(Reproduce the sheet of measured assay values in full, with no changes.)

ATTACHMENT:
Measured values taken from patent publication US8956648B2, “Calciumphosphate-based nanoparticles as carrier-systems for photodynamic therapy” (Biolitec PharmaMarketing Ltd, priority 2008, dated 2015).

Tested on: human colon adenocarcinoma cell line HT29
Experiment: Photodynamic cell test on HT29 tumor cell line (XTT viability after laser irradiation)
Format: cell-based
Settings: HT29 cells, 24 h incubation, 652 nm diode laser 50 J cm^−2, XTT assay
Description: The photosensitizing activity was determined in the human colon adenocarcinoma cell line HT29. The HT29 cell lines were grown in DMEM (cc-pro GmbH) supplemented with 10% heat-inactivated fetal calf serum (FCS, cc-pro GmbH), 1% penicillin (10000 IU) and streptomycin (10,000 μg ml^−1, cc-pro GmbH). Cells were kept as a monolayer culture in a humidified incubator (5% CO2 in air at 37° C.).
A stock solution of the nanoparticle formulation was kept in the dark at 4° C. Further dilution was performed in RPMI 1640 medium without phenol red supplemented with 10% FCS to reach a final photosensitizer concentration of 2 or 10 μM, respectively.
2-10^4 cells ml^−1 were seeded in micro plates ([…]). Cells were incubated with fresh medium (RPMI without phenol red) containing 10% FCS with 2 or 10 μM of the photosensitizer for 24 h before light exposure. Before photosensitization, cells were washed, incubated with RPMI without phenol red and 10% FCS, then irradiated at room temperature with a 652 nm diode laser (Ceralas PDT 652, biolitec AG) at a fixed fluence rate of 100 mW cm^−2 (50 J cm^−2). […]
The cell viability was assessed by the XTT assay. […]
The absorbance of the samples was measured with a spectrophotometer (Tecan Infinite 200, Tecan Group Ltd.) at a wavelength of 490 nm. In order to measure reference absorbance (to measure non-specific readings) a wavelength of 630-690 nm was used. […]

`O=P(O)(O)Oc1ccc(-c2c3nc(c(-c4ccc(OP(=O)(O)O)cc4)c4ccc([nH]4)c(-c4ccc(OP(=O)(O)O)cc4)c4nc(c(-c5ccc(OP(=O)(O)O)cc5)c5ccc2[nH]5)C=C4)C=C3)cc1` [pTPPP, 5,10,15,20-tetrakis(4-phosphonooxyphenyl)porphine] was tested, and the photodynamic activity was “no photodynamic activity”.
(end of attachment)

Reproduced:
Measured values taken from patent publication US8956648B2, “Calciumphosphate-based nanoparticles as carrier-systems for photodynamic therapy” (Biolitec PharmaMarketing Ltd, priority 2008, dated 2015).

Tested on: human colon adenocarcinoma cell line HT29
Experiment: Photodynamic cell test on HT29 tumor cell line (XTT viability after laser irradiation)
Format: cell-based
Settings: HT29 cells, 24 h incubation, 652 nm diode laser 50 J cm^−2, XTT assay
Description: The photosensitizing activity was determined in the human colon adenocarcinoma cell line HT29. The HT29 cell lines were grown in DMEM (cc-pro GmbH) supplemented with 10% heat-inactivated fetal calf serum (FCS, cc-pro GmbH), 1% penicillin (10000 IU) and streptomycin (10,000 μg ml^−1, cc-pro GmbH). Cells were kept as a monolayer culture in a humidified incubator (5% CO2 in air at 37° C.).
A stock solution of the nanoparticle formulation was kept in the dark at 4° C. Further dilution was performed in RPMI 1640 medium without phenol red supplemented with 10% FCS to reach a final photosensitizer concentration of 2 or 10 μM, respectively.
2-10^4 cells ml^−1 were seeded in micro plates ([…]). Cells were incubated with fresh medium (RPMI without phenol red) containing 10% FCS with 2 or 10 μM of the photosensitizer for 24 h before light exposure. Before photosensitization, cells were washed, incubated with RPMI without phenol red and 10% FCS, then irradiated at room temperature with a 652 nm diode laser (Ceralas PDT 652, biolitec AG) at a fixed fluence rate of 100 mW cm^−2 (50 J cm^−2). […]
The cell viability was assessed by the XTT assay. […]
The absorbance of the samples was measured with a spectrophotometer (Tecan Infinite 200, Tecan Group Ltd.) at a wavelength of 490 nm. In order to measure reference absorbance (to measure non-specific readings) a wavelength of 630-690 nm was used. […]

`O=P(O)(O)Oc1ccc(-c2c3nc(c(-c4ccc(OP(=O)(O)O)cc4)c4ccc([nH]4)c(-c4ccc(OP(=O)(O)O)cc4)c4nc(c(-c5ccc(OP(=O)(O)O)cc5)c5ccc2[nH]5)C=C4)C=C3)cc1` [pTPPP, 5,10,15,20-tetrakis(4-phosphonooxyphenyl)porphine] was tested, and the photodynamic activity was “no photodynamic activity”.